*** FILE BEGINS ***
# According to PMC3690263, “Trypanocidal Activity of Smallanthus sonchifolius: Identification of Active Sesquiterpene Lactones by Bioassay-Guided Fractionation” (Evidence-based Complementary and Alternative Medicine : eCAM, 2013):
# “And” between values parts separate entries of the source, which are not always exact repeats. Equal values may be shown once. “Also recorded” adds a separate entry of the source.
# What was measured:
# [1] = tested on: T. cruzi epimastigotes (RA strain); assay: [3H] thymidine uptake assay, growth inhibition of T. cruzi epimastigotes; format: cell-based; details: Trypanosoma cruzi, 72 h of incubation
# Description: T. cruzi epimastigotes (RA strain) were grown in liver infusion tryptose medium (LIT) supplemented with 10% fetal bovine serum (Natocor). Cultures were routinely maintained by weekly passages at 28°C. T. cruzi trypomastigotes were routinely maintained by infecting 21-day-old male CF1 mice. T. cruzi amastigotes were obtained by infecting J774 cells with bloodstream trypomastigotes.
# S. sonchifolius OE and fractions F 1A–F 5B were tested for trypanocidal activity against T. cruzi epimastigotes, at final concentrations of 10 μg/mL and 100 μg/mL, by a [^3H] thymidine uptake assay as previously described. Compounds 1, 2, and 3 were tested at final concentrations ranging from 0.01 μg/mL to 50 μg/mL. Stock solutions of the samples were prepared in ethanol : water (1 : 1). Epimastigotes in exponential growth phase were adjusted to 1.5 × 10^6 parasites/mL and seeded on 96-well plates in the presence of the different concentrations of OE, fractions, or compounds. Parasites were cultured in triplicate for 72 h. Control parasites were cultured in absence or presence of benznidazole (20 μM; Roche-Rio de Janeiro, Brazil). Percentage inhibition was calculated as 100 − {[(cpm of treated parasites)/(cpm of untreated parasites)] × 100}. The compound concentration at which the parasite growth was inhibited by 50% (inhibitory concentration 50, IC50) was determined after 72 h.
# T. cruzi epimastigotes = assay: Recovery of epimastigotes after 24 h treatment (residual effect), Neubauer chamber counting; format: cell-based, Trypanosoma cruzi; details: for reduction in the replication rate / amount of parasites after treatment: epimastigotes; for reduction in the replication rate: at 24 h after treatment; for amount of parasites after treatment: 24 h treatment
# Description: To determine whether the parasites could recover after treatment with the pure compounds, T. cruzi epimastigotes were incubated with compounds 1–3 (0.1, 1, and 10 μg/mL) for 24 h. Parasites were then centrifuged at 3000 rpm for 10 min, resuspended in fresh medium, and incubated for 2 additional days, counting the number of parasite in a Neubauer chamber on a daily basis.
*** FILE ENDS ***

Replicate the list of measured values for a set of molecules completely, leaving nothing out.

# According to PMC3690263, “Trypanocidal Activity of Smallanthus sonchifolius: Identification of Active Sesquiterpene Lactones by Bioassay-Guided Fractionation” (Evidence-based Complementary and Alternative Medicine : eCAM, 2013):
# “And” between values parts separate entries of the source, which are not always exact repeats. Equal values may be shown once. “Also recorded” adds a separate entry of the source.
# What was measured:
# [1] = tested on: T. cruzi epimastigotes (RA strain); assay: [3H] thymidine uptake assay, growth inhibition of T. cruzi epimastigotes; format: cell-based; details: Trypanosoma cruzi, 72 h of incubation
# Description: T. cruzi epimastigotes (RA strain) were grown in liver infusion tryptose medium (LIT) supplemented with 10% fetal bovine serum (Natocor). Cultures were routinely maintained by weekly passages at 28°C. T. cruzi trypomastigotes were routinely maintained by infecting 21-day-old male CF1 mice. T. cruzi amastigotes were obtained by infecting J774 cells with bloodstream trypomastigotes.
# S. sonchifolius OE and fractions F 1A–F 5B were tested for trypanocidal activity against T. cruzi epimastigotes, at final concentrations of 10 μg/mL and 100 μg/mL, by a [^3H] thymidine uptake assay as previously described. Compounds 1, 2, and 3 were tested at final concentrations ranging from 0.01 μg/mL to 50 μg/mL. Stock solutions of the samples were prepared in ethanol : water (1 : 1). Epimastigotes in exponential growth phase were adjusted to 1.5 × 10^6 parasites/mL and seeded on 96-well plates in the presence of the different concentrations of OE, fractions, or compounds. Parasites were cultured in triplicate for 72 h. Control parasites were cultured in absence or presence of benznidazole (20 μM; Roche-Rio de Janeiro, Brazil). Percentage inhibition was calculated as 100 − {[(cpm of treated parasites)/(cpm of untreated parasites)] × 100}. The compound concentration at which the parasite growth was inhibited by 50% (inhibitory concentration 50, IC50) was determined after 72 h.
# T. cruzi epimastigotes = assay: Recovery of epimastigotes after 24 h treatment (residual effect), Neubauer chamber counting; format: cell-based, Trypanosoma cruzi; details: for reduction in the replication rate / amount of parasites after treatment: epimastigotes; for reduction in the replication rate: at 24 h after treatment; for amount of parasites after treatment: 24 h treatment
# Description: To determine whether the parasites could recover after treatment with the pure compounds, T. cruzi epimastigotes were incubated with compounds 1–3 (0.1, 1, and 10 μg/mL) for 24 h. Parasites were then centrifuged at 3000 rpm for 10 min, resuspended in fresh medium, and incubated for 2 additional days, counting the number of parasite in a Neubauer chamber on a daily basis.